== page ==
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Re: Chemical fertilizers for farming in Africa

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  • eccentrik_idiot
    Thanks a lot jean-claude, your explanation makes a lot of sense. I had my Millenium Villages course yesterday and asked my professor about the long-term
    Message 1 of 29 , Nov 18, 2006
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      Thanks a lot jean-claude, your explanation makes a lot of sense.

      I had my Millenium Villages course yesterday and asked my professor
      about the long-term feasibility of using chemical fertilizers in
      Africa, and basically he does not see plans to stop using chemical
      fertilizers anytime in the future. What he said was that when the
      program withdraws its fertilizer subsidies, the villages will buy
      the chemical fertilizers themselves because they have gotten
      themselves out of the poverty trap and can afford buying stuff by
      that time. When I asked him what would happen if they stop using
      chemical fertilizers, he said "yields would go down." Also, the
      Millenium Villages does not dictate a certain method to villagers,
      but works with villagers to identify what they want most. Since the
      villagers want chemical fertilizers (they have a very negative
      opinion of food aid), the project helped them get fertilizers. And
      that's basically it...

      Yesterday I saw presentations by two agroforest experts working with
      Millenium Villages in Kenya and Malawi, and both of them had very
      positive views of chemical fertilizers (it's the greatest success of
      the program so far) and were convinced that the African Green
      Revolution is under way. In Malawi, the yield has increased hundreds
      of percents due to chemical fertilizer application and imported
      hybrid maize seeds (from Monsanto...). The hybrid maize is more
      suited to African climate than traditional maize in some ways. For
      example, it uses less water, and can deal with climate flunctuations
      better. Secondly, it matures faster and reduces risks. When I asked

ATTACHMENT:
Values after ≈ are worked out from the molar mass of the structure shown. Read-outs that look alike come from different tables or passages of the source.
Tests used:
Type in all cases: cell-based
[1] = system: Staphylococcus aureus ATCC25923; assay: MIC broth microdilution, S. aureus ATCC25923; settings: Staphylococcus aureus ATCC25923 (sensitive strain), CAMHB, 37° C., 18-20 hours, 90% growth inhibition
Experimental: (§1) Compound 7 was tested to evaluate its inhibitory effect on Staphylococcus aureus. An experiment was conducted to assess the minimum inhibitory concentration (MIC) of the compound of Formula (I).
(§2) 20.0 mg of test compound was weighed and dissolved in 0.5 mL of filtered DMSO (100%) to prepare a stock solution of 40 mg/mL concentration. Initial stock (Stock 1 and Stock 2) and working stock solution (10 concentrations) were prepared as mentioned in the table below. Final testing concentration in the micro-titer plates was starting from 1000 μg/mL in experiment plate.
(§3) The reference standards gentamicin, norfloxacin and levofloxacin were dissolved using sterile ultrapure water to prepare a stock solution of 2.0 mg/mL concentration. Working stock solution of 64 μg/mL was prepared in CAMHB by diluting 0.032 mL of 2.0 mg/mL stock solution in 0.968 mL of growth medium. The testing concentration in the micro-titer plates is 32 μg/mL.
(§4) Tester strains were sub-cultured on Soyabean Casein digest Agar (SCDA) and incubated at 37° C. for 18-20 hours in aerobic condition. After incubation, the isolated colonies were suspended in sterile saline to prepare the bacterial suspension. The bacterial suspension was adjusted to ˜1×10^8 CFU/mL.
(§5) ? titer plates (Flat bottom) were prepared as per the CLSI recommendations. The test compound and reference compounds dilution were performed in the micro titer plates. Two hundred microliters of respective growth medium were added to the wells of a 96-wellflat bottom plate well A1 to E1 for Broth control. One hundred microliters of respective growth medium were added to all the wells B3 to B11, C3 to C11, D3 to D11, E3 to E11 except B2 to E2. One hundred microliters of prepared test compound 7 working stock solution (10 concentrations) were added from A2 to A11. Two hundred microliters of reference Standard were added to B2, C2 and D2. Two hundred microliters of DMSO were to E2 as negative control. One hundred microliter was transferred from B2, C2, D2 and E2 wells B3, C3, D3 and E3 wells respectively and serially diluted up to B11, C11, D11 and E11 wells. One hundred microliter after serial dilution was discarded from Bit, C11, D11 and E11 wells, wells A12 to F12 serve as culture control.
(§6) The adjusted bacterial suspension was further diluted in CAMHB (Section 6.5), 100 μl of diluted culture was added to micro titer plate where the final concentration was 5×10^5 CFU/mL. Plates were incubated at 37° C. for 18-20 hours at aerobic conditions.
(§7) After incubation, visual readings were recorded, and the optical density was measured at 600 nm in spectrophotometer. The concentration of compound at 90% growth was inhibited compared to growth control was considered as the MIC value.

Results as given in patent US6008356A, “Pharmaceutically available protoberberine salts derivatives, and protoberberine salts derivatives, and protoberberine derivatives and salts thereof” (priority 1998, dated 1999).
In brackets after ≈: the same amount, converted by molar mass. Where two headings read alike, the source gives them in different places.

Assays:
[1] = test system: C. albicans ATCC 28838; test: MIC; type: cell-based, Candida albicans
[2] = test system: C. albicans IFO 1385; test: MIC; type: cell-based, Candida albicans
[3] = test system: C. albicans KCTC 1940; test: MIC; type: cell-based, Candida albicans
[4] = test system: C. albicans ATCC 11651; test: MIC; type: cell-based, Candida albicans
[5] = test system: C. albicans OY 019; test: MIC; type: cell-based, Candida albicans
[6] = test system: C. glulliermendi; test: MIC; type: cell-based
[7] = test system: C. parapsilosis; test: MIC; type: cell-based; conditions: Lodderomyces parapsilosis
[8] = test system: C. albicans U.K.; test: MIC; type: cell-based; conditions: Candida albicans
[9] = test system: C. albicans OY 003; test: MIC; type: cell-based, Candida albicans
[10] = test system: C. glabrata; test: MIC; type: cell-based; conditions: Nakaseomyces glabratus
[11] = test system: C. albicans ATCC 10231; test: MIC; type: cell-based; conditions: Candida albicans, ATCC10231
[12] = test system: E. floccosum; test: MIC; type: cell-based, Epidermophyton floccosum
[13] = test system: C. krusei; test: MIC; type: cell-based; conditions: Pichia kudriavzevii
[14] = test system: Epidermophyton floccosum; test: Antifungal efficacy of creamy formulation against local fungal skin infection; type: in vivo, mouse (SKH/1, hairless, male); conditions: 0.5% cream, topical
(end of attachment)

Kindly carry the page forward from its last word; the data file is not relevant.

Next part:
them why they don't plant indigenous drought-resistant crops like
      millet instead, they said it's not practical since none of the
      villagers want to eat things like millet and sorghum nowadays. I am
      not sure whether hybrid maize uses less water than traditional
      crops... does anyone know?

      Improved yields in maize may also improve biodiversity and
      livelihood security, since now that the villagers can feed
      themselves they also want to plant some cash crops like cabbages and
      groundnuts instead of maize monocrop. However, I do not know if all
      this is just short-term speculation... I also fear Africa is going
      down the same path everyone else is trying to backtrack nowadays,
      but maybe the bottom line is that sustainability is a luxury good at
      this stage.


      --- In fukuoka_farming@yahoogroups.com, "Matthew Bond"
      <m007j_1999@...> wrote:
      >
      > Thank-you, Jean Claude. Merci beaucoup. Now I get it - j'y suis!
      >
      > --- In fukuoka_farming@yahoogroups.com, "Ingrid Bauer / Jean-
      Claude
      > Catry" <instinct@> wrote:
      > >
      > > Again, I would like to point out that I value Fukuoka's methods
      > and
      > > I would like to learn more about them even though I do not
      think
      > > they are universally applicable to every part of the world.